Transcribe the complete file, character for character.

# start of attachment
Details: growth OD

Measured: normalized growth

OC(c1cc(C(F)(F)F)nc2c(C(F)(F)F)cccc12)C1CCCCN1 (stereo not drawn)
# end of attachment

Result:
Details: growth OD

Measured: normalized growth

OC(c1cc(C(F)(F)F)nc2c(C(F)(F)F)cccc12)C1CCCCN1 (stereo not drawn)